From discovery.com 2014
Wear patterns on one of the most celebrated mosaics of antiquity have allowed researchers to reconstruct exactly how ancient Romans viewed the artwork.
Found during the 1831 excavations in the lava-buried town of Pompeii, the Alexander mosaic (now on display at the National Archaeological Museum in Naples) is the most famous example of an early tessellated mosaic.
Measuring 19 feet by 10 feet, the piece was made around 100 B.C. out of roughly 4 million tesserae (small mosaic tiles).
The artwork once decorated the floor of a room in the House of the Faun, one of Pompeii's grandest residences.
The tiny tesserae, applied following the "opus vermiculatum" technique (basically set in worm-like rows), depicted a dramatic scene from a battle between Alexander the Great and the Persian king Darius III.
"Although there is some disagreement as to exactly which battle the mosaic depicts [either the Battle of Issus in 333 B.C. or the Battle of Gaugamela in 331 B.C.], we know many things about this mosaic. For example, it is uniformly agreed [that the mosaic is] a copy of a famous Hellenistic painting executed sometime around 300 B.C.," Martin Beckmann, of the University of Western Ontario, Canada, told Discovery News.
"What is less know is the mosaic's role as a floor surface in an Italian house. In this role, it has the potential to provide evidence of the tastes, interests and desires of the wealthy Romans during the late Republic," Beckmann said.
In his study, presented today in Anaheim, Calif., at the annual meeting of the Archaeological Institute of America, Beckman looked at some large, entirely destroyed areas of the mosaic.
These areas were filled in ancient times with mortar and have been in the same condition since they were originally discovered.
Beckmann identified four mains pattern of wear: a large, crescent-shaped area around the portrait of Alexander, two patches in the upper portion of the mosaic and two other patches in the lower portion.
"The patches basically show us the mosaic through the Romans eyes, and tell us what interested the ancient viewer. Although Darius is the most prominent figure in the mosaic, the Romans were much more interested in Alexander," he said.
"They were also apparently fascinated by the plight of two Persians crushed beneath Darius' chariot, especially one who is shown with his face turned from the viewer but reflected in a shield -- a skillful artistic trick," he added.
"There is clear evidence of multiple ancient repairs in these damaged areas. The most recent restorations filled the gaps with mortar, while more ancient repairs used tesserae," Beckmann said.
According to Beckmann, the repairs tell a story. They indicate that the mosaic had been damaged by overuse, and often in exactly the same areas.
"Over time, even careful footsteps would have loosened the very small stone tesserae from their tenuous hold in the mortar of the mosaic's bedding. At least once, substantial repairs were attempted, but clearly by the first century A.D., these had been given up in favor of simple patching with plain mortar," Beckmann said.
The two upper patches of wear even allowed Beckmann to reconstruct a theoretical "tour" of the mosaic. Here is Beckmann's explanation:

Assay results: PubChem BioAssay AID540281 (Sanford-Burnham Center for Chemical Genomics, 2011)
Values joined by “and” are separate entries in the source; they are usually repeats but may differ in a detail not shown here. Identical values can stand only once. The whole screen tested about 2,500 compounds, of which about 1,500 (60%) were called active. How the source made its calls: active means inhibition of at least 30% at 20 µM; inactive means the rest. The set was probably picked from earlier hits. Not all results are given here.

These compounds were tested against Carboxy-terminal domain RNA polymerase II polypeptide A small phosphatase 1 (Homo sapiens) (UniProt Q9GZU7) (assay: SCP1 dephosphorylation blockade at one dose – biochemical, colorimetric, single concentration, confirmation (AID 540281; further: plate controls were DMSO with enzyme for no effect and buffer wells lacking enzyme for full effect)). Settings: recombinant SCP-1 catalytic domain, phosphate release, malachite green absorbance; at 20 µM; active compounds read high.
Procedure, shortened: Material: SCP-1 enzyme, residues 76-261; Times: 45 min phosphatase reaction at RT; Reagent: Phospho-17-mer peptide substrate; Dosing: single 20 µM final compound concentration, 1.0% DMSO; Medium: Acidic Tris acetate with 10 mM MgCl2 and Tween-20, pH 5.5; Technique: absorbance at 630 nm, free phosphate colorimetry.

Once the visitors had entered the room -- we might imagine a group of dinner-guests led by their host -- the tour would begin with Darius and his Persians.
The host would have stood above Darius' horses, ( fig 1) explained why the great king was fleeing, and pointed out the artistic novelties in the lower portion of the mosaic.
The guests would have milled about at the foot of the mosaic, taking in the overall scene, and then briefly concentrated themselves around the figures of the two doomed Persians. (fig a &b)
Then the host moved to the left and stationed himself in the area above the figure pair composed of Alexander and the unfortunate Persian he is spearing. (fig 2)
The guests marched right onto the mosaic and crowded around the image of the Macedonian king, standing right on top of his body, being careful however not to step on his head or that of his horse. (fig's c)
The guests arranged themselves in a semicircle, so as to leave a line of sight open between them and their host, who was also able to see Alexander's head from his vantage point above.
Here the guests stayed the longest and here is where the ancient tour would end.
Today, the original Alexander Mosaic is on display in the National Museum of Archaeology in Naples. An exact copy – identical in shape, size, colour and materials used – was created after several years of work by the Scuola Bottega del Mosaico di Ravenna and is now installed in Pompeii.
In 2003 the International Center for the Study and Teaching of Mosaic (CISIM) in Ravenna, Italy, proposed to create a copy of the mosaic. When they had received approval, the mosaic master Severo Bignami and his eight-person team took a large photograph of the mosaic, made a tracing of the image with a dark marker and created a negative impression of the mosaic.
The team composed the mosaic in sections in 44 clay frames, trying to preserve the pieces of the mosaic in the exact positions they are in the original mosaic. They had to keep the plates wet all the time. Then they pressed a tissue on the clay to create an image of the outlines of the mosaic in the clay.
The team recreated the mosaic with about 2 million pieces of various marble types. When they had placed all the pieces, they covered the result with a layer of glue and gauze and pulled it out of the clay. They placed each section on synthetic concrete and then united the sections with the compound of glasswool and plastic.
The project took 22 months and a cost equivalent to US$216,000. The copy was installed in the House of the Faun in 2005.